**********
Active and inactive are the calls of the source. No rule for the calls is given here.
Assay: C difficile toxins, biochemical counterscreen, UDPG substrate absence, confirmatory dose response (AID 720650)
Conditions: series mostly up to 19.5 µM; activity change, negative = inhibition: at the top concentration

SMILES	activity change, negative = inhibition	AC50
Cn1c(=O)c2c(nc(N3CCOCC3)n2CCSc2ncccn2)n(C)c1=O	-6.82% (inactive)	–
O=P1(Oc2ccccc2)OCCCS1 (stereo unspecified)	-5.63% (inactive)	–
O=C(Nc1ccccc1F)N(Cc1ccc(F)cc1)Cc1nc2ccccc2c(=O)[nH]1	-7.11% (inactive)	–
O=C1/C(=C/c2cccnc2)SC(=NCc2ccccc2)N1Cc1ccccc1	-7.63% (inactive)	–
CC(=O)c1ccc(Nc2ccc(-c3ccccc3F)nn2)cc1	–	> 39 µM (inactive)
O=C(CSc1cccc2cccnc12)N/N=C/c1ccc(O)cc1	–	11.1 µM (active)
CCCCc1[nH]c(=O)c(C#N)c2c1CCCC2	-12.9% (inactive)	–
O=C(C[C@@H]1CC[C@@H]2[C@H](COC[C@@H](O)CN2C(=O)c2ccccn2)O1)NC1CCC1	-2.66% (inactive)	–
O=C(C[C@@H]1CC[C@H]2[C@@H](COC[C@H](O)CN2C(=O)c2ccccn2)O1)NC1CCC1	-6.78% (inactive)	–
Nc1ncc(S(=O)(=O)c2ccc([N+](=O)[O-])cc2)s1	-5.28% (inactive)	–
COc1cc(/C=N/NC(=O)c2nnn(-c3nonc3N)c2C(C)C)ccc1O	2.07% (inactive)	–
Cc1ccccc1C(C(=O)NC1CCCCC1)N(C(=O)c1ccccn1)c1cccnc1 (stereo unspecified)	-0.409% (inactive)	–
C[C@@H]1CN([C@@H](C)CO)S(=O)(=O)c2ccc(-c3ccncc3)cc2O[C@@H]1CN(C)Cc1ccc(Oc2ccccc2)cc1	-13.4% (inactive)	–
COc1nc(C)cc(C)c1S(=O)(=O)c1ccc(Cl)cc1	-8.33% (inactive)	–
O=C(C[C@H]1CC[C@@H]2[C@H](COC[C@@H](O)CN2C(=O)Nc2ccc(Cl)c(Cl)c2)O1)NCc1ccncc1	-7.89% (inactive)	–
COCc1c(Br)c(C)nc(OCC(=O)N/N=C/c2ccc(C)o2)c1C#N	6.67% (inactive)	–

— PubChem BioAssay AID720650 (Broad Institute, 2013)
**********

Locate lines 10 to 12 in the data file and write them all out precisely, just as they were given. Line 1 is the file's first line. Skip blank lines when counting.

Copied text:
O=C(CSc1cccc2cccnc12)N/N=C/c1ccc(O)cc1	–	11.1 µM (active)
CCCCc1[nH]c(=O)c(C#N)c2c1CCCC2	-12.9% (inactive)	–
O=C(C[C@@H]1CC[C@@H]2[C@H](COC[C@@H](O)CN2C(=O)c2ccccn2)O1)NC1CCC1	-2.66% (inactive)	–